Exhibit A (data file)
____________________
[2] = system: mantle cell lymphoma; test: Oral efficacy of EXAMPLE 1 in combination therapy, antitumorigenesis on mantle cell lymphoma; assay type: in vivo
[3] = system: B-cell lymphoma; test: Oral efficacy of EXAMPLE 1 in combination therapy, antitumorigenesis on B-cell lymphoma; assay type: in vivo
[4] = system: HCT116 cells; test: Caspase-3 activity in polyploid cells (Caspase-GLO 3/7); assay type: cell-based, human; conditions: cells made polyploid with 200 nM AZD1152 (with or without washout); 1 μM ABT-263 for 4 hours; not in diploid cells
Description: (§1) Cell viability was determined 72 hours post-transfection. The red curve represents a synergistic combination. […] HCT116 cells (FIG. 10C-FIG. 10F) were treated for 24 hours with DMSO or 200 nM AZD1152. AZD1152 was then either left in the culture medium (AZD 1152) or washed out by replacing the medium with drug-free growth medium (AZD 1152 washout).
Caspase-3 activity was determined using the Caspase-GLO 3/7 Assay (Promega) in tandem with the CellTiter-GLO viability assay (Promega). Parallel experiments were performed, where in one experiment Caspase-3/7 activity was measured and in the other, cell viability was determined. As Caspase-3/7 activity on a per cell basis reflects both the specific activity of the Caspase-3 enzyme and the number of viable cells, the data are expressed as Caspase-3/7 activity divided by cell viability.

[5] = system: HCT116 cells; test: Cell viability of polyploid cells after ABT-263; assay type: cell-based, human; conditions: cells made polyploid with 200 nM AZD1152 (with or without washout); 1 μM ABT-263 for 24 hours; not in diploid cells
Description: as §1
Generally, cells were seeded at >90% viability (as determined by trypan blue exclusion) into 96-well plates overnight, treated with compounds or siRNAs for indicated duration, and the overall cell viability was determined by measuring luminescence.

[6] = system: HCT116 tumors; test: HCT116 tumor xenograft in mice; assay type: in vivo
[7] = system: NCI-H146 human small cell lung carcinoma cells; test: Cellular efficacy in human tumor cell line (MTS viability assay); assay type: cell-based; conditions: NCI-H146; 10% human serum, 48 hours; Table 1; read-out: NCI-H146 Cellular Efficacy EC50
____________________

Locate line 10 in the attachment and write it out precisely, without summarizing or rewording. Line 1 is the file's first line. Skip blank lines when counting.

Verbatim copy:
[7] = system: NCI-H146 human small cell lung carcinoma cells; test: Cellular efficacy in human tumor cell line (MTS viability assay); assay type: cell-based; conditions: NCI-H146; 10% human serum, 48 hours; Table 1; read-out: NCI-H146 Cellular Efficacy EC50